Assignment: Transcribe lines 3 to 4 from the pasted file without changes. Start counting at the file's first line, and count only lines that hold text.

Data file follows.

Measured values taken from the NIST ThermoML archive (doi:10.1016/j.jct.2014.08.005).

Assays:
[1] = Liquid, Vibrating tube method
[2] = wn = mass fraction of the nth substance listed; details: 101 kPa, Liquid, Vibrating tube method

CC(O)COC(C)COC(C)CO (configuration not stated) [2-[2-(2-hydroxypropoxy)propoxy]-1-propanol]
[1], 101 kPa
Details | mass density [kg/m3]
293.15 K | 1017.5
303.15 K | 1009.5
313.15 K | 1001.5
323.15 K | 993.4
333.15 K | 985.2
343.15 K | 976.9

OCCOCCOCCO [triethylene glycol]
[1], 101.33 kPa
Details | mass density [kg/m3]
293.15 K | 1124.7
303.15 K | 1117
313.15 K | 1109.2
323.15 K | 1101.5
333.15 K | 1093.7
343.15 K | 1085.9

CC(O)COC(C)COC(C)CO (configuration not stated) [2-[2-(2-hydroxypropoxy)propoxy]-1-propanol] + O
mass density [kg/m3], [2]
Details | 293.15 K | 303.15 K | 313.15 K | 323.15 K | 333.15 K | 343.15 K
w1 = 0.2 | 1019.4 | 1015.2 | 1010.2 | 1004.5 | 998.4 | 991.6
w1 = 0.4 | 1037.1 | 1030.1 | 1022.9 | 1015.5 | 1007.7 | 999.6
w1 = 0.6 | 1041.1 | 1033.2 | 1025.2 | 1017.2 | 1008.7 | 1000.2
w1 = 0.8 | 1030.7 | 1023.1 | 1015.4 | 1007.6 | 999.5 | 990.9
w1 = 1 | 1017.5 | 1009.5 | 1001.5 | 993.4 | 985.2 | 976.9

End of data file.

[1] = Liquid, Vibrating tube method
[2] = wn = mass fraction of the nth substance listed; details: 101 kPa, Liquid, Vibrating tube method